Australia’s four month Oz Fest in India kicked off on Tuesday night with an opening concert that dazzled and moved those lucky enough to be there. The biggest Australian cultural festival ever staged in India has been painstakingly designed over the last two years and celebrates the meeting of Australia and India with a series of events and concerts featuring leading artists from both countries with the aim of connecting two unique, contemporary cultures grounded in ancient tradition. Three mesmerising performances marked the night beginning with didgeridoo virtuoso Mark Atkins playing that most atavistic of instruments to spine tingling effect, – you feel as much as you hear. Aboriginal Australian singer Gurrumul Yunupingu came next followed by Indian sitarist Anoushka Shankar with other distinguished Indian musicians. In fact to be fair there was a fourth bravura performance, that of the prosaically named AGB Events, producers of Sydney’s Vivid Light Festival. Their 3D projections onto Purana Qila’s Sher Mandal Observatory brought it to life in a gorgeous, subtle and moving way perfectly complimenting each performer and providing an Indian touchstone even when imaginations were transported deep into Australian dreamtime. Which brings me back to Gurrumul Yunupingu accompanied beautifully by his band. His voice was quite simply a revelation, I’ve never heard anything quite like before it and I say without shame that it brought a lump to my throat while shooting the performance, it didn’t feel like a concert it felt like therapy. Without understanding a word (except for the one song that he sang in English which did not work so well) I was deeply moved. I think Sting put it best, no mean warbler himself he once described Gurrumul’s voice as that ‘of a higher being‘, I know what he means, deadly.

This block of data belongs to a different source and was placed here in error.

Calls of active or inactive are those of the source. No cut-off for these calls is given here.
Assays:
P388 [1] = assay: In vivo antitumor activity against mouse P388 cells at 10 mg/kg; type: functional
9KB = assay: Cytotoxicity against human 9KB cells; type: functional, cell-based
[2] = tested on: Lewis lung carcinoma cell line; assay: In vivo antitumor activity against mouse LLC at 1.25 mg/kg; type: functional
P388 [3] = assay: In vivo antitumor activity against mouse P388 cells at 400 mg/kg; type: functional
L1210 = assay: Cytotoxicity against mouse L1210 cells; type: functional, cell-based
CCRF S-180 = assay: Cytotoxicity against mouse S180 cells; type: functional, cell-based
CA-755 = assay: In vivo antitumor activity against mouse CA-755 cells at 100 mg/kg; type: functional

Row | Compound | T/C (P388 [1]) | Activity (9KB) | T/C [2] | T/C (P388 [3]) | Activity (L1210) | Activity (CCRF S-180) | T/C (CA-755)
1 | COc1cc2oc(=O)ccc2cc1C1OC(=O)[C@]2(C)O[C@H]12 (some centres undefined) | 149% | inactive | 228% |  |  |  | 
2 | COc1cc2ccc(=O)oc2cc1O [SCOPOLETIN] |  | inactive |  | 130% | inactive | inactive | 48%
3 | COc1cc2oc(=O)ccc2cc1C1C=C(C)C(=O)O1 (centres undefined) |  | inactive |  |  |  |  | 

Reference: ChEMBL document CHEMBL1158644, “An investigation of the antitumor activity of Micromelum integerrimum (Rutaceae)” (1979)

A few days later I travelled to Bhubaneswar in Orissa for a the second Oz Fest concert. There was another gorgeous backdrop, this time in the form of the beautiful Rajarani Temple in the city. Mark Atkins and Gurrumul and his band preformed once more and this time were joined on the bill by traditional Odishan folk artists.
Method: all natural light, Nikon D3s and D700